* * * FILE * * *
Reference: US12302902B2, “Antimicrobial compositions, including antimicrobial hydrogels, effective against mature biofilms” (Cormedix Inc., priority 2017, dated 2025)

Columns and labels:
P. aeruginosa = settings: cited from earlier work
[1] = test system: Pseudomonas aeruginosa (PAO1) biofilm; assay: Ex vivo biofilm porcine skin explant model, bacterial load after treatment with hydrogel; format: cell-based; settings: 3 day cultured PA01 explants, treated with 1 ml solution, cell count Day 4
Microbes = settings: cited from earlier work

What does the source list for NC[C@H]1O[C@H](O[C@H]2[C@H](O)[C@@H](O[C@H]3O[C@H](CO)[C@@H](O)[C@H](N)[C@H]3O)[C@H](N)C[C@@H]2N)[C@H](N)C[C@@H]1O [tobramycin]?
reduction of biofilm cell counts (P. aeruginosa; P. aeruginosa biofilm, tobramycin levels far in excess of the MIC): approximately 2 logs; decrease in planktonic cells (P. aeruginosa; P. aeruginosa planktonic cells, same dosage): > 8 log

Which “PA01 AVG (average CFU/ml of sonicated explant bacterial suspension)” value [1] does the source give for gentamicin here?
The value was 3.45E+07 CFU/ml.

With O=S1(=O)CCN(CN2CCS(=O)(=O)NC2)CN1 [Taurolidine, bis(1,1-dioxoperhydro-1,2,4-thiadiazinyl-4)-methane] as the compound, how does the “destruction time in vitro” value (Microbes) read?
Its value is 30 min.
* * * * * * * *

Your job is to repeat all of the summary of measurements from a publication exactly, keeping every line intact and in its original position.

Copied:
Reference: US12302902B2, “Antimicrobial compositions, including antimicrobial hydrogels, effective against mature biofilms” (Cormedix Inc., priority 2017, dated 2025)

Columns and labels:
P. aeruginosa = settings: cited from earlier work
[1] = test system: Pseudomonas aeruginosa (PAO1) biofilm; assay: Ex vivo biofilm porcine skin explant model, bacterial load after treatment with hydrogel; format: cell-based; settings: 3 day cultured PA01 explants, treated with 1 ml solution, cell count Day 4
Microbes = settings: cited from earlier work

What does the source list for NC[C@H]1O[C@H](O[C@H]2[C@H](O)[C@@H](O[C@H]3O[C@H](CO)[C@@H](O)[C@H](N)[C@H]3O)[C@H](N)C[C@@H]2N)[C@H](N)C[C@@H]1O [tobramycin]?
reduction of biofilm cell counts (P. aeruginosa; P. aeruginosa biofilm, tobramycin levels far in excess of the MIC): approximately 2 logs; decrease in planktonic cells (P. aeruginosa; P. aeruginosa planktonic cells, same dosage): > 8 log

Which “PA01 AVG (average CFU/ml of sonicated explant bacterial suspension)” value [1] does the source give for gentamicin here?
The value was 3.45E+07 CFU/ml.

With O=S1(=O)CCN(CN2CCS(=O)(=O)NC2)CN1 [Taurolidine, bis(1,1-dioxoperhydro-1,2,4-thiadiazinyl-4)-methane] as the compound, how does the “destruction time in vitro” value (Microbes) read?
Its value is 30 min.